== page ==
Next, the ability to evaluate a project from a multitude of perspectives is essential. For instance, the specialist should have lending experience to be able to appreciate and understand banking issues and processes, including: risk-based capital and loan-to-value issues; accounting laws and banking regulations that artificially create opportunities or requirements to take or forgo certain actions; experience and understanding of loan and special asset committees; skills to evaluate the capacity to pay; and the ability to communicate to bankers on this level.

In addition, the specialist should have experience as a borrower, home builder and developer, so there is familiarity with operational, development and entitlement issues, sales and marketing, demographics, appropriate product offerings and mixes, development timelines and the resources required to make a project successful.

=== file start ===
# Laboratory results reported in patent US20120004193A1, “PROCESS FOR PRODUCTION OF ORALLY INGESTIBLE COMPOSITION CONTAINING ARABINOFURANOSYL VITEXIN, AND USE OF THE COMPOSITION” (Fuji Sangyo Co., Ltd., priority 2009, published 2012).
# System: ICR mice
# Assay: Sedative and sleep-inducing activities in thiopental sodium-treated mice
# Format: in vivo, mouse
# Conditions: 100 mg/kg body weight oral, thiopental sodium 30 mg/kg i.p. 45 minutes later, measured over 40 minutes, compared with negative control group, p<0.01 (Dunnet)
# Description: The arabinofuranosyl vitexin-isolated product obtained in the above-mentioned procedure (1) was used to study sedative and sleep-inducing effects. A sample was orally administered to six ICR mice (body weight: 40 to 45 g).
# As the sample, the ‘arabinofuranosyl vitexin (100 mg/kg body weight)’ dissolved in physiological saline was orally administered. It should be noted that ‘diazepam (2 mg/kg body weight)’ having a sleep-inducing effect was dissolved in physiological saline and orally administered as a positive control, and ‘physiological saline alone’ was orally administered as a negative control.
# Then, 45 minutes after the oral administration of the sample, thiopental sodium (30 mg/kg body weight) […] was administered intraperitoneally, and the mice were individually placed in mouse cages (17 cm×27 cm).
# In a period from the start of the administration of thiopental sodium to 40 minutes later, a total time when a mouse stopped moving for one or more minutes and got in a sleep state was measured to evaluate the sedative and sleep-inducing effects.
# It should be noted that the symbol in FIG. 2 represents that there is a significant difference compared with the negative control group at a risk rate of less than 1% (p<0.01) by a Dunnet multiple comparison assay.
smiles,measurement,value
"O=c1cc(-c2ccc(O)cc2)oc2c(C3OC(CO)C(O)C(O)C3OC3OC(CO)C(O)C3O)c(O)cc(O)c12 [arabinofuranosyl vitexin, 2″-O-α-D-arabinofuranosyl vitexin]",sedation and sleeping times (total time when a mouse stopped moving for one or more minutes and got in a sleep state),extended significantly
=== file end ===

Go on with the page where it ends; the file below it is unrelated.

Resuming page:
Also, the specialist should have experience as a private equity investor, so there is an understanding of the returns investors expect, investment timeline horizons and the relationships within the private equity arena needed to provide a ready stable of available capital to support restructuring solutions.

Finally, the specialist should have legal and litigation experience to be knowledgeable of the differing foreclosure laws and timelines of each state, including insolvency and bankruptcy issues.

And while this mix of lending, developing, investing and legal experiences is ideal, it still needs to be coupled with the ability to analyze potential resolutions from all four perspectives, create a solution and then mediate a fair and acceptable resolution for all. There is no substitute for experience. Your vetting process should include a careful review of candidates’ backgrounds and experience in the four areas discussed above. Choose debt restructure specialists that have a proven track record of results in today’s environment.

The next article in this series will describe the debt restructuring process, realistic expectations, restructure methods and potential outcomes.

In future articles, the debt restructure specialists of MPKA will delve into case studies of recently transacted deals.

David McCain and Bill Albers are the principals of MPKA, LLC. They have successfully restructured more than $1 billion worth of home builder and developer debt over the last 24 months.

Please call Claire Spence at 281-359-2118 to schedule a call with David McCain or Bill Albers.